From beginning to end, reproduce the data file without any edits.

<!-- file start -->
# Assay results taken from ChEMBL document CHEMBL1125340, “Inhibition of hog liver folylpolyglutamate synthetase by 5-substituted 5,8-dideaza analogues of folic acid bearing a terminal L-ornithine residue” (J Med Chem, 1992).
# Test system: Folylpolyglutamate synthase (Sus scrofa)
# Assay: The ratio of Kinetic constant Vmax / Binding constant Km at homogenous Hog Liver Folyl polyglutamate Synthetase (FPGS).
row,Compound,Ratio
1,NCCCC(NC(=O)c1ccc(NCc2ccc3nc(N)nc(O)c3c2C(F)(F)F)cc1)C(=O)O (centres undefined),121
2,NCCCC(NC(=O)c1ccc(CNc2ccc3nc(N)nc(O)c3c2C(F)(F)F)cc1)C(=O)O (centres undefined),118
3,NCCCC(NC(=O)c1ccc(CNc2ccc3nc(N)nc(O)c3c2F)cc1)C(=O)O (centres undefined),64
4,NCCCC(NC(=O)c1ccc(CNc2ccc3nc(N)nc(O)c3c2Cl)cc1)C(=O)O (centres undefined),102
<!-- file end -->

# Assay results taken from ChEMBL document CHEMBL1125340, “Inhibition of hog liver folylpolyglutamate synthetase by 5-substituted 5,8-dideaza analogues of folic acid bearing a terminal L-ornithine residue” (J Med Chem, 1992).
# Test system: Folylpolyglutamate synthase (Sus scrofa)
# Assay: The ratio of Kinetic constant Vmax / Binding constant Km at homogenous Hog Liver Folyl polyglutamate Synthetase (FPGS).
row,Compound,Ratio
1,NCCCC(NC(=O)c1ccc(NCc2ccc3nc(N)nc(O)c3c2C(F)(F)F)cc1)C(=O)O (centres undefined),121
2,NCCCC(NC(=O)c1ccc(CNc2ccc3nc(N)nc(O)c3c2C(F)(F)F)cc1)C(=O)O (centres undefined),118
3,NCCCC(NC(=O)c1ccc(CNc2ccc3nc(N)nc(O)c3c2F)cc1)C(=O)O (centres undefined),64
4,NCCCC(NC(=O)c1ccc(CNc2ccc3nc(N)nc(O)c3c2Cl)cc1)C(=O)O (centres undefined),102